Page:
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The Importance Of The U.K.'s New Turing Law

Since 1776, the tradition of Britain remaining relatively placid while America loses its cool, has just been a given. A classy, somewhat-controlled nation with a perfect royal family at its helm versus a band of wild (but scrappy and sweet) toddlers, you might say. And now, unsurprisingly, as America can't seem to get its head on straight, Britain is showing us up once again. This time, they're attempting to make things right regarding their previously unjust treatment towards homosexual and bisexual men by passing the Alan Turing Law. So, what is the Turing law, exactly?

Since 1952, Britain has had in place a set of laws that, basically, makes it illegal for men to have sex with each other. And while, obviously, times have changed, and less and less men have been convicted of disobeying the law, for whatever reason, the law was still in place, with men all across Britain considered legally guilty for being who they are. Until today. Today, the historical amnesty Turing law was officially passed, and thousands of men were pardoned or posthumously pardoned, including famed mathematician and the law's namesake, Alan Turing.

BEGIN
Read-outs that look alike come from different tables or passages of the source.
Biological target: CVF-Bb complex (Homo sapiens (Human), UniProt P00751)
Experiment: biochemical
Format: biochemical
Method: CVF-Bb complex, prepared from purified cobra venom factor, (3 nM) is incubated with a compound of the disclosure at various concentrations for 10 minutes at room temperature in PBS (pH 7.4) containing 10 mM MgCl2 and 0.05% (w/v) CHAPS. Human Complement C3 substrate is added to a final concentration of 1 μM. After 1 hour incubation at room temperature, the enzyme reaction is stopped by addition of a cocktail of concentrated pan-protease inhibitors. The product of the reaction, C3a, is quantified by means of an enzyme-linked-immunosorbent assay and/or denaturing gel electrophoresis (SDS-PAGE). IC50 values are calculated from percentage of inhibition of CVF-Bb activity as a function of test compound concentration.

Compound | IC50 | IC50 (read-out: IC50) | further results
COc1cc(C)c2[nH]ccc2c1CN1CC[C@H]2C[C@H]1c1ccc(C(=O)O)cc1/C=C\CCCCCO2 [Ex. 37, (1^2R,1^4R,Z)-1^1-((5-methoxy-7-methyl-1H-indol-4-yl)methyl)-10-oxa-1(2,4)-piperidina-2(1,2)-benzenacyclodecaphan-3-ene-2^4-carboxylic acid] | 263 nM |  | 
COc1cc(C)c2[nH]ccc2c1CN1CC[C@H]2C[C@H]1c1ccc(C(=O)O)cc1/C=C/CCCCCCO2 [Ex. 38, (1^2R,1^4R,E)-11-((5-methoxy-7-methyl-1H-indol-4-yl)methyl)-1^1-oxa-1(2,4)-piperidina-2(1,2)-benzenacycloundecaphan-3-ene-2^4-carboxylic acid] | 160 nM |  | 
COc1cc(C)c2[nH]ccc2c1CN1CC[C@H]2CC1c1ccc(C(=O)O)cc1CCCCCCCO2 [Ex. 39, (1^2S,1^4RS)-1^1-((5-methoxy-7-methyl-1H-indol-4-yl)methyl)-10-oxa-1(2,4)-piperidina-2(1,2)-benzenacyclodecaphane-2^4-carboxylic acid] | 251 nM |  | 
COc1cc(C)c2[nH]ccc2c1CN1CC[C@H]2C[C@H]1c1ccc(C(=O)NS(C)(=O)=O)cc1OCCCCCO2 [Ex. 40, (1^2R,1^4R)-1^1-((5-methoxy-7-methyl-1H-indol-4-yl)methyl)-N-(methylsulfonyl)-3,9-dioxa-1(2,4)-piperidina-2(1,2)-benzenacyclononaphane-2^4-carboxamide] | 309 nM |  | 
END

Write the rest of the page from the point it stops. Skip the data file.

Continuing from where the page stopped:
The name for the law is based on British WWII mathematician Alan Turing, who, in 1954 was convicted of having sexual relations with another man under the Labouchere Amendment, which criminalized the act as "gross indecency." After his conviction and punishment — chemical castration — Turing killed himself, a chilling effect of governmental bigotry.

Today, decades later, the Turing law has officially passed the final stage of Britain's law-making procedure. Before the bill became law today, over 65,000 men had been convicted, and many were still living with shame, fear, and an unfair record, according to Newsweek.

But today, after years and years of fighting the good fight, things finally took a promising turn. Thousands of men have been pardoned for the "crimes" they committed in years past. Unfortunately, many men died before getting to see this justice be served: Of those 65,000 convicted, about 50,000 are being pardoned posthumously.

Surprisingly, not everyone is pleased with the pardons. Many have refused to accept such statements, insisting that they infer there was a criminal activity taking place already, just by being in love or having sex.

It should also be noted that the pardons will not be granted with a sweeping gesture. In fact, living men who had previously been convicted will have to apply through Britain's Home Office in order to have their names cleared.

Nothing any government ever does will be completely perfect. However, this moment in our world's history has had an important impact on gay and bisexual men's rights across the U.K., and provides everyone around the world with a glimmer of hope in otherwise troubling times.